We'll be posting both our 2013 Readers Choice Awards and 2013 Editors Choice Awards soon enough, but there's a reason Apple sells more than just devices, and iTunes offers more than just apps. Music, movies, TV shows, books, and comics have all gone digital. Not only is the idea of linear broadcasts increasingly anachronistic, but the idea of media not being everywhere we are, available at the click of a remote or tap of a screen, is almost a thing of the past. From Mac to iPod to Apple TV to iPhone to iPad, we can now access everything we want to listen to, watch, or read, any time we want, anywhere we are. So, just like devices, apps, and games, we want to recognize the other stuff, the media, that makes our lives so much more enjoyable. These, then, are our favorite movies, music, TV shows, and books of the year!
I’m a pretty big Quentin Tarantino fan so I’ll watch anything with his name on it but add in Samuel L. Jackson and I’ll throw money at the screen. This year, Django Unchained was the movie the to watch in all its brutal glory. Set in the South two years before the Civil War it tells the story of Django, a slave whose brutal history with his former owners lands him face-to-face with German-born bounty hunter Dr. King Schultz. Schultz is on the trail of the murderous Brittle brothers, and only Django can lead him to his bounty. From there, it’s pretty much an all out bloodbath with a tale of love intertwined. I’d have to say it’s one of Tarantinos finest.
Once upon a time takes place in the fictional seaside town of Storybrooke, Maine, in which the residents are actually characters from various fairy tales that were transported to the "real world" town and robbed of their original memories. Sounds kind of crazy, right? I thought so too but then I fell in love with the show. It quite literally brings the likes of Snow White, Prince Charming, Sleeping Beauty, Jiminy Cricket and more into the real world with some fascinating storytelling. Once Upon A Time has been running for three seasons now and each season keeps getting better and better.
The original Marshall Mathers LP released in 2000 took the hip hop world by storm and has been ranked one of the greatest hip hop albums of all time. By November 2013, the album had sold 10,777,000 copies in the United States and now, Eminem has finally released the follow up to it unsurprisingly named, The Marshall Mathers LP 2. It’s a more ‘mature’ Eminem album and thus far has made many ‘Album of the year’ lists. With catchy hooks, insane beats and an old school rap feel, it’s worth a look.
Living in Canada and getting publications from the UK is, at times, a bit difficult. Doctor Who Magazine is only stocked by a few comic book shops where I live and once they’re sold out, they rarely restock them so having the longest running Doctor Who Magazine available in iTunes is awesome. Sure, you don’t get all the goodies that you would with the actual magazine such as the inserts and posters but thankfully, the price is lower on the digital versions as well with each magazine ranging between $3.99 - $5.99 and a subscription running shy of $40. The magazine is an awesome look behind the scenes at Doctor Who and a nice addition to any Doctor Who fans collection.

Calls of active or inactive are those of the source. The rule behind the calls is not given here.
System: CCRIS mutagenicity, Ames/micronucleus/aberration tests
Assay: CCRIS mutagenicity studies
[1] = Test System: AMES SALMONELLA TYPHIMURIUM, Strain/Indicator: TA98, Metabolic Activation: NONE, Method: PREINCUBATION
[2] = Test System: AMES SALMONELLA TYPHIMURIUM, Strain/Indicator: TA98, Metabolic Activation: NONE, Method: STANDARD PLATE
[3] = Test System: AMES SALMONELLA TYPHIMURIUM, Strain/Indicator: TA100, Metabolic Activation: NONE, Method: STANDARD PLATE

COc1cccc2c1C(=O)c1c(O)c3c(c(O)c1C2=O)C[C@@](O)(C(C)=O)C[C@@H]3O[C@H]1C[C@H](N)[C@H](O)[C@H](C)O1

Guillermo Del Toro said that Pacific Rim is the movie that would have made his head explode as an 11-year-old. I totally understand that - I grew up with giant monster movies like Godzilla, so I unabashedly, unashamedly adored every minute of this tentpole summer action blockbuster. Plenty of action, and some pretty cool characters - including Sons of Anarchy's Charlie Hunnam as the troubled hero, the inimitable Idris Elba as the intrepid commander of the giant robot brigade, and Rinko Kikuchi as Mako Mori, one of the better female role models for girls to emerge from this year's crop of action movies.
One of the surprise hits of this fall's crop of new TV shows is Fox's Sleepy Hollow, an offbeat action show that features a very real Ichabod Crane thrust forward into the modern world as he combats the forces of evil, including the Headless Horseman, fighting to keep the Apocalypse at bay. Crane's constant man-out-of-time shtick could get tiresome but Tom Mison manages to keep it interesting, and Nichole Beharie's Lt. Abbie Mills (who Mison very Britishly calls "Leftenant") is a great modern foil to Crane.
White Lies' followup to 2011's Ritual is a more intimate but less somber album from this purveyor of vintage 80's sound. Harry McVeigh's baritone vocals draw inevitable comparisons to Ian McCulloch of Echo and the Bunnymen, and White Lies' reliance on big synth sounds don't hurt, either. But Big TV is just a solidly great album from start to finish - a concept album of sorts that traces a couple's journey from their country roots to the big city.